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Mosquito products and protocols have continued to evolve — and for the better, PMPs say.

Mosquito management is relatively new to many pest control companies, as the unprecedented rise in populations over the past few years has spurred more and more companies to get in on the action. As familiarity with this pest grows, however, treatments are becoming increasingly more effective.

In fact, 83 percent of the respondents to the 2020 State of the Mosquito Market survey who have been managing mosquitoes for at least five years said that their mosquito control services are better or much better today than they were five years ago. Those improvements are reflected in the average callback rate for 2019 — 5.3 percent — a relatively low figure given mosquitoes are a pest to be managed but not eliminated. Notably, 23 percent of those who treat mosquitoes said they had no callbacks at all in 2019.

“The products and protocols are much better now than they were 10 years ago,” says Michael Hayes of ProShield Termite & Pest Control. “I’m particularly excited about the availability of more natural products, which I have been using on a more regular basis,” he said.

“Synthetic products mixed with an IGR and applied with a backpack mister are very successful in controlling mosquitoes in home environments where customers are open to them, but we’re breaking into the natural market by using a combination of two products — one that we apply with a backpack fogger and then a baiting product that attracts and kills,” he continues. “I go with the dual defense because I want to make sure we’re getting the strongest control possible.”

Hayes applies the natural products every two weeks as opposed to monthly applications of the synthetic plus IGR. Mike Russell of LifeSpace Pest Solutions applies green products every two weeks, too, while putting synthetics on a three-week rotation. “Only about 5 percent of our customers go with natural products,” he says. “A lot of them are interested in a green solution, but when they see it costs more, they tend to go with the conventional products.”

Russell adds that when he started offering mosquito work, he let each customer set the frequency of applications, but he found that gaining control of populations meant adhering to the three-week treatment schedule. “We’re definitely better now than when we first started out,” he says.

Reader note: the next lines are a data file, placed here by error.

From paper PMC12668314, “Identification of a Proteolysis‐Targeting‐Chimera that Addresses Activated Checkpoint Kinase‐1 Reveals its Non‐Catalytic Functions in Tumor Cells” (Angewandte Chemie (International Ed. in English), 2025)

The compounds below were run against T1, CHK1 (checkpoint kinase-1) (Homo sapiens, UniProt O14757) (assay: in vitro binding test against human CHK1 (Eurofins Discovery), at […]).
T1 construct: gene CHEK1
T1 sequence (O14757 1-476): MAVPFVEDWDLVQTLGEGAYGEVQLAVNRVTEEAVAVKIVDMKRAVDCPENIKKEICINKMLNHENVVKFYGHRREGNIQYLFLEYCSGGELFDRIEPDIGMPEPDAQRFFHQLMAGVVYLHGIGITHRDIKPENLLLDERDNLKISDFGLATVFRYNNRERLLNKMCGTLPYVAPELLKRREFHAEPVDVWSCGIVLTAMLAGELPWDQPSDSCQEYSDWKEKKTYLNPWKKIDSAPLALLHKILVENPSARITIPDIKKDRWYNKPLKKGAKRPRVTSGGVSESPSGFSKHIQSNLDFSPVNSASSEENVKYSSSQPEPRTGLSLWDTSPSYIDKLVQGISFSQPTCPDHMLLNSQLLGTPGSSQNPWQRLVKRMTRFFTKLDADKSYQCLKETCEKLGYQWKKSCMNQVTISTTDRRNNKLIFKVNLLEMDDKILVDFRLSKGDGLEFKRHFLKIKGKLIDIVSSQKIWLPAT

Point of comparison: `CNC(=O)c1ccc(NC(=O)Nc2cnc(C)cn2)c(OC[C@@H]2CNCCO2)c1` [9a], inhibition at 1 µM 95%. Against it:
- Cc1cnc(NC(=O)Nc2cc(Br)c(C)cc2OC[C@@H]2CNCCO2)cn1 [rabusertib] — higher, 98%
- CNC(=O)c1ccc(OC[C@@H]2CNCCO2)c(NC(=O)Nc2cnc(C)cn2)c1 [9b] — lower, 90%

Walking the Walk, Talking the Talk Products aside, what makes mosquito control efforts successful? PCOs cited knowing the pest and its behaviors, doing a thorough inspection, and encouraging customer involvement.

“Focus on the I’s: an IPM approach and a great inspection,” says Toby Crowe of Compass Pest Management. “Getting the inspection right means finding the breeding sites and anticipating which surfaces mosquitoes are most likely to rest on. Both of these depend on your knowledge and understanding of the species you’re up against. Once you’ve done this assessment, the control part becomes much easier.”

Pulling the customer in on the effort is essential as well, says Russell. “On the first visit, I walk around the property to identify conducive conditions, then I share that list with the customer — you need to dump the water out of the kids’ toys and establish a barrier between the woods and house, for example,” he says. “It’s hit or miss whether they actually help. Most people are interested in being part of the solution, but whether they remember to do what they’re supposed to do can be a different story.”

Dave Bonett of Capitol Exterminating System has a creative way of helping customers understand how vital their participation in the process is. “I’ve found that people don’t have much interest in hearing a long explanation about the mosquito life cycle,” he explains. “So instead, I ask them, ‘If I were a painter but you refused to move the pictures off the wall, how good of a good paint job do you think you’ll get?’ We give them a list of hints and tell them if they want to get the best bang for their buck, they need to act on those hints. We get pretty good engagement this way. Probably 75 percent do what we ask.”